2012 gave us the UK debuts of Willie Cauley-Stein, Nerlens Noel, Archie Goodwin, Alex Poythress, Ryan Harrow and Julius Mays, the only Kentucky team to not reach the NCAA tournament under John Calipari. Goodwin was the game’s leading scorer with 32 points, but he needed 22 shots to do it. That selfishness was a taste of what we’d see from Goodwin that season, although he was the only one trying to make something happen at times, as you remember.

Other notables:

— Willie Cauley-Stein and Nerlens Noel combined for 12 blocks in the game.

— Jon Hood scored 17, exposing the poor defense of a sophomore Kyle Wiltjer.

— Wiltjer scored 28 points with nine rebounds.

— Alex Poythress scored 25, while Ryan Harrow posted 20 and a game-high six assists.

— Goodwin missed a free-throw to send the game to overtime.

Watch the highlights:


Terrence Jones stole the show in 2011, a game that included six future NBA players, by scoring a record 52 points and hauling in 16 rebounds. After the scrimmage, Calipari told reporters, “Terrence Jones right now, I’ll tell you, if there’s a better player in the country, I’ve got to see him. Maybe that guy’s in our gym. I don’t know. But if there is somebody better than Terrence, I’ve got to see it.”

Little did Cal know — or maybe he did — Anthony Davis would soon become the best player in the country and lead Kentucky to the national championship the following spring. Davis scored a quiet 27 points opposite Jones with 13 rebounds and four blocks for the White team.

Other notables:

— Doron Lamb scored 31 points for Jones’ Blue team, while Michael Kidd-Gilchrist scored 21 with 10 rebounds and seven assists.

— For the White, Kyle Wiltjer chipped in 17 with five three-pointers to go with 24 from Darius Miller and 19 from Marquis Teage.

Watch the highlights Jarrod Polson dunk:


One year before Terrence Jones made history for the most points scored, Brandon Knight set the record with 37 points. Knight out-shined the freshman version of Jones in the 2010 Blue-White box score, but Jones still put up big numbers with 29 in the win for Blue while showing off incredible versatility in his game. It was Knight who was the record-setter, but Jones was the talk of the state after their UK debuts.

Lost in the excitement of the new freshmen: Josh Harrellson hauled in 26 rebounds and earned a Twitter suspension a few days later. Jorts tweeted, “Just amazing to me I can’t get a good job or way to go.”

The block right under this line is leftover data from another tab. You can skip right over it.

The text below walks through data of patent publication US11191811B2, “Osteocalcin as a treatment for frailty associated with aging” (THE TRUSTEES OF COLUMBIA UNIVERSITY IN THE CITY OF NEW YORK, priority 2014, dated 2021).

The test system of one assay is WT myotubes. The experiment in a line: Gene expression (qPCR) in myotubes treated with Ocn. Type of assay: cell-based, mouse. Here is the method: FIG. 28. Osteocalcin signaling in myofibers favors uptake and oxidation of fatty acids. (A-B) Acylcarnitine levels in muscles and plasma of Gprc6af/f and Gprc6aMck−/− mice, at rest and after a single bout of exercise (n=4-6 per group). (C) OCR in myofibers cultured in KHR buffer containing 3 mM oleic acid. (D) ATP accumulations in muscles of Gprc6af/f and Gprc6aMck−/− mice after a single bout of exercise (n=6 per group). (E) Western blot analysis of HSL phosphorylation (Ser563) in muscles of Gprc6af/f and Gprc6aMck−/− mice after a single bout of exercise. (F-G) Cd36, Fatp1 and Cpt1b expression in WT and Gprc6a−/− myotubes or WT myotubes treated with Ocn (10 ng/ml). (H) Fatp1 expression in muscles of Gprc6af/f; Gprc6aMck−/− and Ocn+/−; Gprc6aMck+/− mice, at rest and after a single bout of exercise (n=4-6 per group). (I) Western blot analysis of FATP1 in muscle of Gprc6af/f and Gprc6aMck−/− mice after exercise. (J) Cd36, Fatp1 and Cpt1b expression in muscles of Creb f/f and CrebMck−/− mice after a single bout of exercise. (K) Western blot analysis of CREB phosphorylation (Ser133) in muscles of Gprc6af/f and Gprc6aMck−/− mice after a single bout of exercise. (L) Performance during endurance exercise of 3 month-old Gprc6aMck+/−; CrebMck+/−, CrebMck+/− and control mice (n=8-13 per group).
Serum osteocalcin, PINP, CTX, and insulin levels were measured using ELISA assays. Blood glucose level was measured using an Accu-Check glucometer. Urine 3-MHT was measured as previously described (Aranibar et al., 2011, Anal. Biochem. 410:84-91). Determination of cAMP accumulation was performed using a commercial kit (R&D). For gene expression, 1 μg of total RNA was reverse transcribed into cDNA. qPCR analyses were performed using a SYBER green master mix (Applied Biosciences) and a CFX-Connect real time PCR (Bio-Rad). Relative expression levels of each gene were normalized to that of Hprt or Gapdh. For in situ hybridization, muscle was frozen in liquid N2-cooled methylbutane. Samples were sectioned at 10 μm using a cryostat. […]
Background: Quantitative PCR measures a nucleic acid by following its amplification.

You may remember, the tweet almost sent him home from the Lodge. Cal was very close to kicking him off the team and the 2011 Final Four run never would’ve happened.

Other notables:

— Apparently no one had a YouTube account in 2010.

— Enes Kanter was not free; he sat courtside in an Undertaker t-shirt:


The first Blue-White scrimmage under John Calipari gave us the most shocking individual Blue-White performance of Cal’s era, and maybe ever.

In a game that showcased three current NBA max deal players and five other future leaguers, the leading scorer was none other than one Darnell Dodson. Dodson scored a game-high 26 points, one better than John Wall’s 25 and two better than Patrick Patterson’s 24. He went on to average just under six points per game before transferring to Southern Miss after the season.

Other notables:

— Wall added 11 assists to his 25 points.

— DeMarcus Cousins fell just shy of a double-double with 16 and 9.

— Eric Bledsoe scored 14 with nine assists, splitting time between the two teams.

— A record 14,060 fans showed up for a first glimpse at the new Cats and Cal’s Dribble-Drive offense.

Darnell Dodson, ladies and gentlemen.

Article written by Drew Franklin

I can recite every line from Forrest Gump, blindfolded. Follow me on Twitter: @DrewFranklinKSR

4 responses to “A Look Back At The Misleading Blue-White Games Under John Calipari”

  1. luke_emberton

    I think Briscoe doing anything positive is very misleading

  2. catdaddyd

    I’ve got one extra ticket, lower level, for free. If anyone wants.

  3. notFromhere

    Still salty about Cal dropping the platoon system in the tourney. Cats would’ve smoked everybody

  4. dan213

    Hey notfromhere….still salty huh? I’m still pissed Pitino threw the championship in ‘97 when he refused to play Derek Anderson! Then claimed some bs moral high ground…like I said then and I think most would agree now even UL fans that man has no morals little lone high ground to stand on and that includes everything. Matter of fact I’m still mad we got rid of Eddie! Man had more class in his little finger than Rick ever had and I said that in ‘89